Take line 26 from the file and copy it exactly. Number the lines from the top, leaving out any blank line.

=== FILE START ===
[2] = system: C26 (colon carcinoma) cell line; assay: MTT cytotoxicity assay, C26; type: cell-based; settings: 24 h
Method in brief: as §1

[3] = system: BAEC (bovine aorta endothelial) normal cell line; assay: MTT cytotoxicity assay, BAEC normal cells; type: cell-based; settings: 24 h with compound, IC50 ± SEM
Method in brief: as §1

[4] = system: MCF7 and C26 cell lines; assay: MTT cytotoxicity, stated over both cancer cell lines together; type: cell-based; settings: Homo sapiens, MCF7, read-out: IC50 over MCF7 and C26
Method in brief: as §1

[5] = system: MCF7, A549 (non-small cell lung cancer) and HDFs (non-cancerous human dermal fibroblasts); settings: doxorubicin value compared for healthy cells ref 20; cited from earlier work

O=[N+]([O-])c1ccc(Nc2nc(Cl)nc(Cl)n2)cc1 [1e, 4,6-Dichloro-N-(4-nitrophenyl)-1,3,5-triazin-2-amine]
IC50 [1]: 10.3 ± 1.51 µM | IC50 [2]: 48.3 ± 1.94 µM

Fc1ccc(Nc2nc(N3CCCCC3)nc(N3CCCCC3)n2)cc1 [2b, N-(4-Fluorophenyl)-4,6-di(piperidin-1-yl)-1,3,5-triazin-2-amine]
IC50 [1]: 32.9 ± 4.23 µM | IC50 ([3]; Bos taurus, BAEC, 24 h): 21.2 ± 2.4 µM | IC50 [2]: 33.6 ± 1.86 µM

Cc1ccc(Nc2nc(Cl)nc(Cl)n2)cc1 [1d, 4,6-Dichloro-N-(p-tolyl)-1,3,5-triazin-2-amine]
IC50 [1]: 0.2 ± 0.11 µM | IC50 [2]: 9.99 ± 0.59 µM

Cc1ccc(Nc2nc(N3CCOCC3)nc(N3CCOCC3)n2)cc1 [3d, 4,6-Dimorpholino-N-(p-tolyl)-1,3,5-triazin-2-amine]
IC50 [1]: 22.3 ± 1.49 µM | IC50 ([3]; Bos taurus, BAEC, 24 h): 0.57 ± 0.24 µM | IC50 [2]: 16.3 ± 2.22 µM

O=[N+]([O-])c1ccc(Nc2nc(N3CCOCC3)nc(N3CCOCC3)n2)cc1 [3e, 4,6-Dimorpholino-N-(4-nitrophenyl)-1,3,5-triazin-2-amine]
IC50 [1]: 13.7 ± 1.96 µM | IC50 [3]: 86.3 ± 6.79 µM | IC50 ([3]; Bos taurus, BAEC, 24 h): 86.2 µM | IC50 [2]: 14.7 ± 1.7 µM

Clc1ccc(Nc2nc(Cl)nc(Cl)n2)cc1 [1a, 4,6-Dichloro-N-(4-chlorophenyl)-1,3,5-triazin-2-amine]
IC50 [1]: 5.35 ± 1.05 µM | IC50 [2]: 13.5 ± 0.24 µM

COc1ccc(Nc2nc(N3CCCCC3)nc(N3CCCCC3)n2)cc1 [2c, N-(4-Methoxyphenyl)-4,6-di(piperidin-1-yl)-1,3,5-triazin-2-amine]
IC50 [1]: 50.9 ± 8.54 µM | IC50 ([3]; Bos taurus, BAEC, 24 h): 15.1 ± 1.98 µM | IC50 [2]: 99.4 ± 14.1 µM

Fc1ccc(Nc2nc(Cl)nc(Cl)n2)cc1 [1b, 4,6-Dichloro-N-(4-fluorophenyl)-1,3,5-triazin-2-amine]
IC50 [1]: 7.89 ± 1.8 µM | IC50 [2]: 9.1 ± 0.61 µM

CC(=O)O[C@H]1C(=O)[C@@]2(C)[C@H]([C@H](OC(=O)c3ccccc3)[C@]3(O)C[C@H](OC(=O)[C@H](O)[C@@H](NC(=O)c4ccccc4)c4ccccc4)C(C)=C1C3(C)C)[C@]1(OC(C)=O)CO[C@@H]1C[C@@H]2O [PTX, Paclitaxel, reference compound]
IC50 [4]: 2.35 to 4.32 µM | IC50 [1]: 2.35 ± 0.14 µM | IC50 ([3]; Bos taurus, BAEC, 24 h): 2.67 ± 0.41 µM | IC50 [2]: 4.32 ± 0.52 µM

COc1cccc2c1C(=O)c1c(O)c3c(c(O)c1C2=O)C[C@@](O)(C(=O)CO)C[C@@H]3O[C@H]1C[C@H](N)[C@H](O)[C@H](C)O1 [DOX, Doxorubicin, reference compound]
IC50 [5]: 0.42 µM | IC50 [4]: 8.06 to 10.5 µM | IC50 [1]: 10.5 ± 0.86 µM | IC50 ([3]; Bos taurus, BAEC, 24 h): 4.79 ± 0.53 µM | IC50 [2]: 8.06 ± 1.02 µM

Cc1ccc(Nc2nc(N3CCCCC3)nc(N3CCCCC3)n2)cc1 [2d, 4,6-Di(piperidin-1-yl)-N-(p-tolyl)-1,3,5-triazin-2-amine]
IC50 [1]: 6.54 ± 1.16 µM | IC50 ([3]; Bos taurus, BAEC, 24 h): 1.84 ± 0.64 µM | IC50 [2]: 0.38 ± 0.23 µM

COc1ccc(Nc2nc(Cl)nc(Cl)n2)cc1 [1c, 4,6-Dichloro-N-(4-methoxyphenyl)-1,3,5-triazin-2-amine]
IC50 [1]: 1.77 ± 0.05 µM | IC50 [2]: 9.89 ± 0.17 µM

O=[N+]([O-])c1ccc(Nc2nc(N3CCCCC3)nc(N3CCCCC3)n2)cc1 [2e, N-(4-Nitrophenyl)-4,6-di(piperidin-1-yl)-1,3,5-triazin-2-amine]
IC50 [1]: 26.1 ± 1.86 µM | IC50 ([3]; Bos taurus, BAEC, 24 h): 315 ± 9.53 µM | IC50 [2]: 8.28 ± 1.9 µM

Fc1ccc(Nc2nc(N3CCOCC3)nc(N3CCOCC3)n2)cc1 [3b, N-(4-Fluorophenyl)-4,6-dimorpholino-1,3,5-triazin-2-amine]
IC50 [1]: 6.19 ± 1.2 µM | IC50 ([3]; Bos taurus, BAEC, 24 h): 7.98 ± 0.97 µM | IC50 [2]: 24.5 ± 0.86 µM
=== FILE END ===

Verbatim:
COc1cccc2c1C(=O)c1c(O)c3c(c(O)c1C2=O)C[C@@](O)(C(=O)CO)C[C@@H]3O[C@H]1C[C@H](N)[C@H](O)[C@H](C)O1 [DOX, Doxorubicin, reference compound]